‘Riders continue to pay more for less’: Mayor Marty Walsh urges MBTA to expand Red Line, Commuter Rail service

“Red Line riders need better solutions today.”

FILE - In a Tuesday, July 11, 2017 file photo, Boston Mayor Marty Walsh speaks during a rededication ceremony for the repaired New England Holocaust Memorial in Boston. Mayor Marty Walsh has taken the oath of office for a second term as Boston's chief executive Monday, Jan. 1, 2018. Former Vice President Joe Biden presided over the inauguration Monday at the Cutler Majestic Theatre. (AP Photo/Elise Amendola, File) The Associated Press

Mayor Marty Walsh urged the MBTA Wednesday to expand Red Line and Commuter Rail service as passengers continue to reel from the rippling effects of a derailment that snared the system last month.

“While I appreciate the progress and urgency expressed by the MBTA in recent weeks, I still firmly believe we need better service on a faster timeline,” Walsh wrote in a letter penned to Stephanie Pollack, the state’s transportation director. “As the MBTA works to fix the ongoing issues with its service, Red Line riders need better solutions today.”

Walsh’s proposal asks MBTA leaders to add additional off-peak and weekday trips to the Red Line and its nearby Commuter Rail lines, respectively — schedule changes that Walsh’s staff estimate could cost, in total, between $8,730,000 and $9.4 million annually, according to the letter.


Wednesday’s letter is Walsh’s latest dispatch on the current state of the transit system.

Last month, he called on the MBTA to reinstate a seat for city and town governments on the agency’s Fiscal and Management Control Board. He also urged officials to hold off on the nearly 6 percent fare hike that took hold this month until after the MBTA finished the extensive repairs needed after the June 11 Red Line derailment.

The MBTA has said the effort will take until Labor Day, when full, regular service is expected to be restored.

Walsh shared his letter in a tweet Wednesday afternoon, hours after a power problem on the Blue Line left passengers relying on shuttle buses to get through the morning commute.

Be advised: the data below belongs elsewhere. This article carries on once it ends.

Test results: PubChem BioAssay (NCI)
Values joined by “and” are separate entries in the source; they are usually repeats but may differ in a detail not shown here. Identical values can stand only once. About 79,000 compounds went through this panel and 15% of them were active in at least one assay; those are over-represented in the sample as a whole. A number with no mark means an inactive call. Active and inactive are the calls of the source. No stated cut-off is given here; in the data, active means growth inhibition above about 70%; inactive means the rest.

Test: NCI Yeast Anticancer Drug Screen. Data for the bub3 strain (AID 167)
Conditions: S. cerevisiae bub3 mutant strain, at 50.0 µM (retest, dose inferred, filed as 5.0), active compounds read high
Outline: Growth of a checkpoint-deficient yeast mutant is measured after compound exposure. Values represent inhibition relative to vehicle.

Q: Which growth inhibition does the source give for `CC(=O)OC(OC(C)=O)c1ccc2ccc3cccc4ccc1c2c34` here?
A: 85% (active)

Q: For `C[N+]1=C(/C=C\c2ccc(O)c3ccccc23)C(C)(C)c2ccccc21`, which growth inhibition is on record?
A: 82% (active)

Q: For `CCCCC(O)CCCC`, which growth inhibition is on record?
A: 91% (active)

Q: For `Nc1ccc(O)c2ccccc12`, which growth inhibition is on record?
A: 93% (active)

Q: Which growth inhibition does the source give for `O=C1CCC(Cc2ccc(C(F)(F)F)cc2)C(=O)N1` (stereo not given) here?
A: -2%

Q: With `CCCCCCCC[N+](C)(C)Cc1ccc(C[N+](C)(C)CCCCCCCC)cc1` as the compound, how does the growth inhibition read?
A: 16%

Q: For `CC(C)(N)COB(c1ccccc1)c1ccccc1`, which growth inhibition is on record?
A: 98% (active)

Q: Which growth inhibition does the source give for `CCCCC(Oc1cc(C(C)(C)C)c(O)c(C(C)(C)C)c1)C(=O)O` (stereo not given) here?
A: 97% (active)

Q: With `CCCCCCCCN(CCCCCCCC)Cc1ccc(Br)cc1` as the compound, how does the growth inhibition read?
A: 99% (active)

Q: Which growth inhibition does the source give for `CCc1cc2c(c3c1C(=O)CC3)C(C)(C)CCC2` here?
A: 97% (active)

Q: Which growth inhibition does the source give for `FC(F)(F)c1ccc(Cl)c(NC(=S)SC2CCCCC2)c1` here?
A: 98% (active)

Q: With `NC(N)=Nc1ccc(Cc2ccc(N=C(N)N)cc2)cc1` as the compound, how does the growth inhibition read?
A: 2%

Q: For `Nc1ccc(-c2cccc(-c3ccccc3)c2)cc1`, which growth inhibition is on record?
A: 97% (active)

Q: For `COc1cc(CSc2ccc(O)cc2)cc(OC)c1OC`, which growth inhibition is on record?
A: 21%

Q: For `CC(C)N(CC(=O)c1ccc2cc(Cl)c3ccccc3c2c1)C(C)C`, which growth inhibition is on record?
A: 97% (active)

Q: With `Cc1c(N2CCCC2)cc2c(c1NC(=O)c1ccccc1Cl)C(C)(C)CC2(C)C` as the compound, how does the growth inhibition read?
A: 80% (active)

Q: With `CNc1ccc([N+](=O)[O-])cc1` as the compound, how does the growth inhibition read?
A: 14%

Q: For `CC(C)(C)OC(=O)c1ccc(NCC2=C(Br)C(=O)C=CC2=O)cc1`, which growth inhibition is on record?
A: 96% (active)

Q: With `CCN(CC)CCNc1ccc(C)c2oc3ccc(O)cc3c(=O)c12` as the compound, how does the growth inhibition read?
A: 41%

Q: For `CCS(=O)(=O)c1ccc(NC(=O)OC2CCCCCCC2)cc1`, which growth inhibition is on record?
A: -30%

In the letter, he offers three service suggestions:

  • On the Fairmount Commuter Rail line: Walsh said the MBTA should expand service by adding eight weekday trips and by allowing passengers to use CharlieCards. His office expects the change could cost between $830,000 and $1.5 million every year.
  • Regarding South Shore Limited rail service: Walsh suggested the agency should keep the South Shore Limited, the Commuter Rail service temporarily added for would-be Red Line riders after the derailment, by running eight additional weekday trips with the express service. “This will help improve riders’ experiences on the South Shore, and relieve some pressure on the Read Line,” Walsh wrote, adding that his office anticipates the price tag of the expansion to be $900,000 annually.
  • On the Red Line: The MBTA should have more trains running during off-peak times on the Red Line to reduce trip delays, Walsh wrote.“This is already being run on the Orange Line to accommodate the Encore Casino,” he wrote. “This increase would accommodate Red Line commuters and residents trying to reach their homes and jobs.”Based off of the Orange Line costs, Walsh’s staff expect such changes to cost around $7 million per year.

“Taken together, these service improvements would create a positive, immediate benefit for riders in Boston,” Walsh wrote to Pollack. “We estimate that the total cost of these improvements is equivalent to a four month delay in fare increases and it’s only fair that any additional revenue be invested directly back into improved service.”